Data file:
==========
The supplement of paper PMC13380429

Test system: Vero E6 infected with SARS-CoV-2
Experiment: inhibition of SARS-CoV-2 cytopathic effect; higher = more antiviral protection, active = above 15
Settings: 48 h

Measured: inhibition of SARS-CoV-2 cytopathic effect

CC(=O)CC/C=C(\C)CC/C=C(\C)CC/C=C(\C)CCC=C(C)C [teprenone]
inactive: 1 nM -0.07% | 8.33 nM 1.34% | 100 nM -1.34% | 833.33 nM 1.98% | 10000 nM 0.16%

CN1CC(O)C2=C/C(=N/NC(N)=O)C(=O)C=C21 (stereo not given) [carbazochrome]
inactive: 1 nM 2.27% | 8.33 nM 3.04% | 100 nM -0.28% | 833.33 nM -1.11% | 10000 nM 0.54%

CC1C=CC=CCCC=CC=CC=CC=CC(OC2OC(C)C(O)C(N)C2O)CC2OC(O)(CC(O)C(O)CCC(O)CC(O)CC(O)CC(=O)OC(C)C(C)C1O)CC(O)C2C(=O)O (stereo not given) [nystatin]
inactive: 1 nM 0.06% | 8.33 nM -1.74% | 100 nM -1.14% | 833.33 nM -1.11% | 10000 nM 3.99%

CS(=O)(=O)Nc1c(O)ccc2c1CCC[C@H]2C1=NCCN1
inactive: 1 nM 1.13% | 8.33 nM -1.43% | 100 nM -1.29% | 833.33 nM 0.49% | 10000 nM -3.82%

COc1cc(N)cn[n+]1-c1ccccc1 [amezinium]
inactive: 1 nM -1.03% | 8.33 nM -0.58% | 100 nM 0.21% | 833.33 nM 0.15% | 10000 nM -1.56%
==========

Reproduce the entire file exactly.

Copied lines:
The supplement of paper PMC13380429

Test system: Vero E6 infected with SARS-CoV-2
Experiment: inhibition of SARS-CoV-2 cytopathic effect; higher = more antiviral protection, active = above 15
Settings: 48 h

Measured: inhibition of SARS-CoV-2 cytopathic effect

CC(=O)CC/C=C(\C)CC/C=C(\C)CC/C=C(\C)CCC=C(C)C [teprenone]
inactive: 1 nM -0.07% | 8.33 nM 1.34% | 100 nM -1.34% | 833.33 nM 1.98% | 10000 nM 0.16%

CN1CC(O)C2=C/C(=N/NC(N)=O)C(=O)C=C21 (stereo not given) [carbazochrome]
inactive: 1 nM 2.27% | 8.33 nM 3.04% | 100 nM -0.28% | 833.33 nM -1.11% | 10000 nM 0.54%

CC1C=CC=CCCC=CC=CC=CC=CC(OC2OC(C)C(O)C(N)C2O)CC2OC(O)(CC(O)C(O)CCC(O)CC(O)CC(O)CC(=O)OC(C)C(C)C1O)CC(O)C2C(=O)O (stereo not given) [nystatin]
inactive: 1 nM 0.06% | 8.33 nM -1.74% | 100 nM -1.14% | 833.33 nM -1.11% | 10000 nM 3.99%

CS(=O)(=O)Nc1c(O)ccc2c1CCC[C@H]2C1=NCCN1
inactive: 1 nM 1.13% | 8.33 nM -1.43% | 100 nM -1.29% | 833.33 nM 0.49% | 10000 nM -3.82%

COc1cc(N)cn[n+]1-c1ccccc1 [amezinium]
inactive: 1 nM -1.03% | 8.33 nM -0.58% | 100 nM 0.21% | 833.33 nM 0.15% | 10000 nM -1.56%